For the sake of longevity, it is always worth while keeping your equipment in the best possible condition. One of the ways that you can do this is to include your computers, laptops, tablets and phones in your regular cleaning routine.
Ensuring your screens are clean not only enables better vision, it also cuts down on unwanted germs, especially for phone screens which are exposed to the outside world on an everyday basis. But to make sure you don’t damage them, you should avoid cleaning your screen with the following five things.
5 Things Not To Use To Clean Your Screens:
- Glass Cleaner
- Paper Towels
Glass Cleaner: Your computer monitor screen is much like any other glass surface in your household, right? Therefore, why not use window cleaner to make it sparkle? Phones often come with a protective film over the screen and glass cleaner can strip this away. Using window cleaner can strip the anti-reflective coatings off screens, cause clouding, or otherwise damage your screen. You should never spray any cleaning fluid directly onto any monitor. When liquid reaches the edge of a monitor’s display panel it will damage all of the other fine and very thin materials that make up your monitor and/or screen.
Soap: The adverts assure us that “this” brand of hand or dish soap is so gentle it will not damage your hands – so if it’s this gentle it would be ok for our screens too. No, it wouldn’t. Whilst we are not disputing how gentle these soaps are, to make use of them you must add water. And we all know that water and computers, and water and phones do not sit well together and no amount of “leave it in rice” will remedy soaping up your technology.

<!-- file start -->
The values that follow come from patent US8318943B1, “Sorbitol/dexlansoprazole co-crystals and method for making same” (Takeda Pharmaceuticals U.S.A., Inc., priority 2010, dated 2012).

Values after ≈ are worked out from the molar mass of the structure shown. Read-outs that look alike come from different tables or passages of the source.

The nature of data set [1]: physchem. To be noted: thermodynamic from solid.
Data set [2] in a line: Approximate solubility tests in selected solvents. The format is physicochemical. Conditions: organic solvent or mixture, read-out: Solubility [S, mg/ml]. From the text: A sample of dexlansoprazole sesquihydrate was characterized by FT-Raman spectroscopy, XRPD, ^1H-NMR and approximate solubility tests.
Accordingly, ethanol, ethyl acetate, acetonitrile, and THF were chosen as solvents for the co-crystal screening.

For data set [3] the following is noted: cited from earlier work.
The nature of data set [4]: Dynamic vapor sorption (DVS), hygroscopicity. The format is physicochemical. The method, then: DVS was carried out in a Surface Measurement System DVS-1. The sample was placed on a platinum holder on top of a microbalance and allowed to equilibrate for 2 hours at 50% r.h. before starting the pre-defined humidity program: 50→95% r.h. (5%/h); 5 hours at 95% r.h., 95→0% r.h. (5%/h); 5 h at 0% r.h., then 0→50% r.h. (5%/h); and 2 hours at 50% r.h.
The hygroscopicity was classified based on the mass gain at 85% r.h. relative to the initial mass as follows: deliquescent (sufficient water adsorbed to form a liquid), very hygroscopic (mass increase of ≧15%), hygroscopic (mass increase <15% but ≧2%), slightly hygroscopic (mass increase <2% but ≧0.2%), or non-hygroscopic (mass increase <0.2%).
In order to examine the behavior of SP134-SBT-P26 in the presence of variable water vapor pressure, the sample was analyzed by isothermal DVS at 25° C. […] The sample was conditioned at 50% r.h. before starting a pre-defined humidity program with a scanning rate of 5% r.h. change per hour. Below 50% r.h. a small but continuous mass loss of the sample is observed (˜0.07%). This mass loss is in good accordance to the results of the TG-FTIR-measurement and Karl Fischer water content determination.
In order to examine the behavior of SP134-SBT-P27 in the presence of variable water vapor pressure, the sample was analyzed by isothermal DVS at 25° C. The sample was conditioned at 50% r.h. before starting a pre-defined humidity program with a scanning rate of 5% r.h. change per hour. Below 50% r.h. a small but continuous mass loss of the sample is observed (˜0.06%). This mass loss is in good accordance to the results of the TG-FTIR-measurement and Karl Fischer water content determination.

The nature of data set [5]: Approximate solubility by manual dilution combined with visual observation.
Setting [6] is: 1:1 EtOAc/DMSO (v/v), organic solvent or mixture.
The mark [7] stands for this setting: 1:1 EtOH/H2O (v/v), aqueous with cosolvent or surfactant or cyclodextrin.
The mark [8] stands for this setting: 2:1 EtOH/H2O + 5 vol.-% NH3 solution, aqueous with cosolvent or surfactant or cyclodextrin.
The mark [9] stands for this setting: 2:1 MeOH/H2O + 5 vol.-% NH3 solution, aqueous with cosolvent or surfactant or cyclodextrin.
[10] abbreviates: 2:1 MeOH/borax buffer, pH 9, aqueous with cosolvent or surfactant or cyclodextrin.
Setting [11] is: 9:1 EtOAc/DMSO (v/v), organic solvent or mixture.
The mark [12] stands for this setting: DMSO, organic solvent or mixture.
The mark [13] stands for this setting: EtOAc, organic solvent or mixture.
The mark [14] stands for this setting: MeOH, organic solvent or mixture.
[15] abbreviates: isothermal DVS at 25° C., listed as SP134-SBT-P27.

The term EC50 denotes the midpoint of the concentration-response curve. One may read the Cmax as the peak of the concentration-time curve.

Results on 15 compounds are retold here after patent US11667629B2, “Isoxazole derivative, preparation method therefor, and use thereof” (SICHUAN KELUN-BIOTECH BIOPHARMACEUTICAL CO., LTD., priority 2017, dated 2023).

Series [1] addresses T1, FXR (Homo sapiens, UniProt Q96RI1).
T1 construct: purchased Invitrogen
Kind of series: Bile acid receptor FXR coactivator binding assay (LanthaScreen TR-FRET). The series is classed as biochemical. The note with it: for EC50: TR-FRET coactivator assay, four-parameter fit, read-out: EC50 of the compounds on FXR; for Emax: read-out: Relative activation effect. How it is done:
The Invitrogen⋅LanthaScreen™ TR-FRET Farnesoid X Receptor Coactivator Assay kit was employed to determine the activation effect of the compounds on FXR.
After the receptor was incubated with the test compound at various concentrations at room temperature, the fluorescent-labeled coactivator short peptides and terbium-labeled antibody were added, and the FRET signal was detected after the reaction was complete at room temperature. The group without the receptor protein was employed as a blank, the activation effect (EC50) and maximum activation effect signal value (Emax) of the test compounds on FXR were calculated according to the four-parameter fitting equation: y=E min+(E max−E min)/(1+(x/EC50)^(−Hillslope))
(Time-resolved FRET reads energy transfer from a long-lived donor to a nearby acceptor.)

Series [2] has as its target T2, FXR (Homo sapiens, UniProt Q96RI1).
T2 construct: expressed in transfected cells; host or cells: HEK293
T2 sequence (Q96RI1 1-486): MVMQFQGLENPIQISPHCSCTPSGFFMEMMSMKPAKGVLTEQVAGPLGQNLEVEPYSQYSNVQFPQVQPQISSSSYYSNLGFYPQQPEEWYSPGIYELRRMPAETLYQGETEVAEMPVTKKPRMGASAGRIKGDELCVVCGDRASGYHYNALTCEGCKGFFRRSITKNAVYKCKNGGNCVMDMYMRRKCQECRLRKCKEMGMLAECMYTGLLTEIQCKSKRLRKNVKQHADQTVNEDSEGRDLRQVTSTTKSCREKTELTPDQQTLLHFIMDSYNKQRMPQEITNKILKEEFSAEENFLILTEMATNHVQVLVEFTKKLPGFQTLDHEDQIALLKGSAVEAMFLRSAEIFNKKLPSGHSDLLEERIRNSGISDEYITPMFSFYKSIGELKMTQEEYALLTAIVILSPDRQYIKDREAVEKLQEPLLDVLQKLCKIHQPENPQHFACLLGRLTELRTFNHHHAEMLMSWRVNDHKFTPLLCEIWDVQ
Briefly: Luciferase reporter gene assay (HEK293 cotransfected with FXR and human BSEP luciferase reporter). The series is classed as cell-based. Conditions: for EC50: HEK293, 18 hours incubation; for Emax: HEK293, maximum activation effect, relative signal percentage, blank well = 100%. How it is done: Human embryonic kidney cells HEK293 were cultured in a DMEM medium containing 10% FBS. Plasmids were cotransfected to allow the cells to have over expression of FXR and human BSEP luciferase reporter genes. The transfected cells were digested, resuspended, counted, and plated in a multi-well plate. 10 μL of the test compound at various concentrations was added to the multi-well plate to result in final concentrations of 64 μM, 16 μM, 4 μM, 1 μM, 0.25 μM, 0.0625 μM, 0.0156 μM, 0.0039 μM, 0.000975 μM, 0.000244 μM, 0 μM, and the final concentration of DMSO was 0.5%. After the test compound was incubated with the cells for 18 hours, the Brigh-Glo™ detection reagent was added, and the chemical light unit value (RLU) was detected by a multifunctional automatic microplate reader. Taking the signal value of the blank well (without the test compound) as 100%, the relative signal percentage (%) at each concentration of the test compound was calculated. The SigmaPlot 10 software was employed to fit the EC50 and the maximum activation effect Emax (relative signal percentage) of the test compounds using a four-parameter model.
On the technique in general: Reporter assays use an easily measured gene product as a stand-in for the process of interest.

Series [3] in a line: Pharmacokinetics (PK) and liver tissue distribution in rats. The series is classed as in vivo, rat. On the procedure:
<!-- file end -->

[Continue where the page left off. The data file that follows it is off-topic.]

Vinegar: Quite apart from your phone smelling like a fish and chip shop, vinegar is not a good option for screen cleaning. Vinegar (or alcohol) will strip the oleophobic (oil-repellent) coating. Even if you think that you have a glass screen, that screen is probably coated with things that aren’t as durable and chemically resistant as glass and vinegar, like glass cleaner, will damage these coatings.
Air: Oh come on now, what can be harmful about air? Well, we’re talking compressed air here, the stuff you can use to blow the dust out of some computer desktop towers. Apple specifically list compressed air as a no-no for all of their phones, and for general advice on all screens the air can place too much pressure on screens that are intrinsically delicate as well as blowing into areas that can cause further damage to your equipment.
Paper Towels: The go-to, reliable piece of kit for any cleaning job, paper towels are used for pretty much any scenario – except for cleaning your screens. It may not appear so to the naked eye, but if you were to look at paper towels under a microscope you would see that they are, in fact, quite abrasive, and at the risk of rinse and repeating…. Your Screens Are Delicate. Using paper towels or any other general cleaning rag can drag particles you may not have spotted across the screen and cause further damage.
So what should you use to clean your screens? After lightly wiping the screen with a dry and clean microfiber cloth, try using screen wipes that are made specifically for cleaning computer monitors, laptop and phone screens, of which there are a wide variety available. We leave the specific brand down to you, but here’s a link to what Amazon have to offer.